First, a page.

Silverbrook Cemetery Co. v. Dept. of FinanceAnnotate this Case
449 A.2d 241 (1982)
The SILVERBROOK CEMETERY COMPANY, a Delaware corporation, Plaintiff Below, Appellant, v. The DEPARTMENT OF FINANCE OF NEW CASTLE COUNTY, and William Zimmerman, Director of the Department of Finance of New Castle County, Defendants Below, Appellees.
Supreme Court of Delaware.
Submitted: June 16, 1982.
Decided: August 2, 1982.
Bruce M. Stargatt and Richard H. May (argued) of Young, Conaway, Stargatt & Taylor, Wilmington, for plaintiff below, appellant.
Dennis J. Siebold (argued) of the New Castle County Law Dept., Wilmington, for defendants below, appellees.
Before HERRMANN, C. J., McNEILLY and QUILLEN, JJ.
HERRMANN, Chief Justice:
In this appeal, the Court is asked to review the denial by Superior Court of a petition for a Writ of Prohibition by the Silverbrook Cemetery Company (hereinafter "Silverbrook") filed to prevent the County from assessing property tax against property owned by Silverbrook and designated for cemetery use.I.
In an earlier appeal, this Court found that the 1971 amendment to Article VIII § 1 of the Delaware Constitution, when implemented by County Ordinance 74-61, did not result in repeal of Silverbrook's charter tax-exempt status. See Board of Assessment Review v. The Silverbrook Cemetery Company, Del.Supr., 378 A.2d 619 (1977).[*] Undecided in that opinion was the effect of 9 Del.C. § 8104[**] on Silverbrook's tax-exempt status; that question, it was determined, had not been litigated before the Board of Assessment Review. We now have that issue for decision.
The Superior Court concluded that the tax exemption, granted to Silverbrook by special act of the General Assembly, conflicted with § 8104; that the exemption was thereby impliedly repealed, § 8104 being the later enactment. Silverbrook Cemetery Co. v. Dept. of Finance, Del.Super., 444 A.2d 267 (1982). The Superior Court *242 found the statutory words "held by way of investment" a clear indication of "a legislative intent to remove the blanket exemption which previously existed and to provide in its place an investment test to insure that those who employ private capital in the development of certain activities, previously exempt, for the obtaining of profit should share in the general tax obligation...." 444 A.2d at 270. We must disagree.II.
Silverbrook was granted corporate status by a special act of incorporation of the General Assembly in 1895. 20 Del.L. ch. 82. By its charter, Silverbrook was granted tax-exempt status as a "public facility." Relevant to this case is the following provision from Silverbrook's charter:"Section 6. All lots of ground sold by the said company shall be exclusively used for burial lots; and the estate of the proprietors respectively in their respective lots shall be of qualified inheritance that is to say, the same shall descend as real estate to heirs; and the cemetary (sic) grounds, with the buildings, improvements and appurtenances shall be exempt from taxation and shall not be levied upon or taken by execution or other process of law or equity; and the said lots so sold shall be held subject to the by-laws and regulations of said company; provided, that no burial lot shall be aliened or devised so as to vest any right in the alienee or devisee without the approval of said board of directors." (emphasis added)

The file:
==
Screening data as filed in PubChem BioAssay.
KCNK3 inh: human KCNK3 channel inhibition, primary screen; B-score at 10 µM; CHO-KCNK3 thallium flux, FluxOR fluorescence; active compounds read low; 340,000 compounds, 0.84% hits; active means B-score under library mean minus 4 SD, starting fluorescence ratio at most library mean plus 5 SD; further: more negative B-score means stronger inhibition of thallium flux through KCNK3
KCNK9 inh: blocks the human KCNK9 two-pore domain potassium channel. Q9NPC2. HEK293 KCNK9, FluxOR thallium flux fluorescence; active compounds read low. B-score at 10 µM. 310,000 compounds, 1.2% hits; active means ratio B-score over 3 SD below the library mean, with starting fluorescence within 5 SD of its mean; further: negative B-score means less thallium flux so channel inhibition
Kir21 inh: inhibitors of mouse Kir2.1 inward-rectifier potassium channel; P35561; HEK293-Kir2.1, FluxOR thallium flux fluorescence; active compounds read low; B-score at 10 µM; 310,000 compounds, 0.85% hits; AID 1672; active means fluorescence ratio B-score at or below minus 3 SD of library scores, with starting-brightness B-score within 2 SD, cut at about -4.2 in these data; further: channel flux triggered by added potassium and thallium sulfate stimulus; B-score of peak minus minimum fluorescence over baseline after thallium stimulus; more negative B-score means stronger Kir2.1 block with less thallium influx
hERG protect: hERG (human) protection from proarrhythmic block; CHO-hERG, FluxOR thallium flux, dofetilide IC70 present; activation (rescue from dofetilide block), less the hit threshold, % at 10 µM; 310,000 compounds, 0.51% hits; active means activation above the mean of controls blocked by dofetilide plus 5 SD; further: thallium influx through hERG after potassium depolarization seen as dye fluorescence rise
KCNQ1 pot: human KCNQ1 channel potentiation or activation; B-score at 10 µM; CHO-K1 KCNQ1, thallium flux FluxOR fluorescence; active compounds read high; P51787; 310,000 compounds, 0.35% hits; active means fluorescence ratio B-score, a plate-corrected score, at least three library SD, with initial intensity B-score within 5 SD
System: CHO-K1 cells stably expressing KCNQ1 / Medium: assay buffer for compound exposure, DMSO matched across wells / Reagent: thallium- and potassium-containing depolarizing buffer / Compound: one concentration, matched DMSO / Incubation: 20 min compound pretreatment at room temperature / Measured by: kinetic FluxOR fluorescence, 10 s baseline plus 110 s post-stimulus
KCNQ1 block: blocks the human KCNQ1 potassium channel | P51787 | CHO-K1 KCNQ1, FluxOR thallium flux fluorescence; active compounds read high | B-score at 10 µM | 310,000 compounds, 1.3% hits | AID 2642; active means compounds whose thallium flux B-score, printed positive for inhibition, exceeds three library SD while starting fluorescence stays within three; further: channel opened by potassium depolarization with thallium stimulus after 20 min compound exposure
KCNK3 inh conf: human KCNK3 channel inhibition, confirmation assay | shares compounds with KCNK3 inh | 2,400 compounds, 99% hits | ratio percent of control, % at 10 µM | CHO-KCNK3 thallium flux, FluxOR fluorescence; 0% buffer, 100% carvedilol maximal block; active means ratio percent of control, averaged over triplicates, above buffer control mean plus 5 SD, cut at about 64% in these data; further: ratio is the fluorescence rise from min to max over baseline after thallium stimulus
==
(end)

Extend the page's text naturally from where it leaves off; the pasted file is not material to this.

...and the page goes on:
Since cemetery lots are sold for profit by Silverbrook, it is argued that the property is "held by way of investment" and, but for the express exemption, would be subject to tax assessment under § 8104. The County, believing Silverbrook's exemption to be thus removed, began assessment procedures in 1978 against Silverbrook's property, consisting of about 68 acres of land with "buildings, improvements and appurtenances."III.
Section 8104 was first enacted as part of the 1953 Code, identified as 9 Del.C. § 8105. So far as is pertinent here, it was carried forward verbatim in the present 1974 Revised Code but renumbered 9 Del.C. § 8104. Likewise, incorporated into the 1953 Code, and included verbatim in the 1974 revision, is 1 Del.C. § 105 which provides:"No private act ... or special act of incorporation, in effect on the date of enactment of this [1953 and 1974] Code, shall be affected by any provision hereof."
Section 8104 (and its predecessor § 8105) is a "provision" of the Code and subject to the restriction of § 105. Therefore, under the plain and unambiguous language of § 105, § 8104 can have no effect on the terms of Silverbrook's "special act of incorporation" and its tax exemption contained therein.
Because § 105 is clear and unambiguous, there is no room for statutory interpretation or construction. A & P Stores v. Hannigan, Del.Supr., 367 A.2d 641 (1976). The Trial Court erred by engaging in an interpretation of § 105 and holding that it does not apply to a modification of a corporate charter by a later statutory modification.
The Writ of Prohibition must therefore be issued. See Family Court v. Dept. of Labor & Indus. Rel., Del.Ch., 320 A.2d 777 (1974); 10 Del.C. § 562.* * *
Reversed and remanded for proceedings consistent herewith.NOTES
[*] For the texts of Art. VIII § 1 and Ordinance 74-61, see 378 A.2d at 620.
[**] 9 Del.C. § 8104 provides in relevant part:
"No real property owned and used by the organizations listed below or for the purposes stated below, except that which is held by way of investment, shall be liable to taxation and assessment for public purposes by any county or other subdivision of this state.
* * * * * *
Burial lots and cemeteries."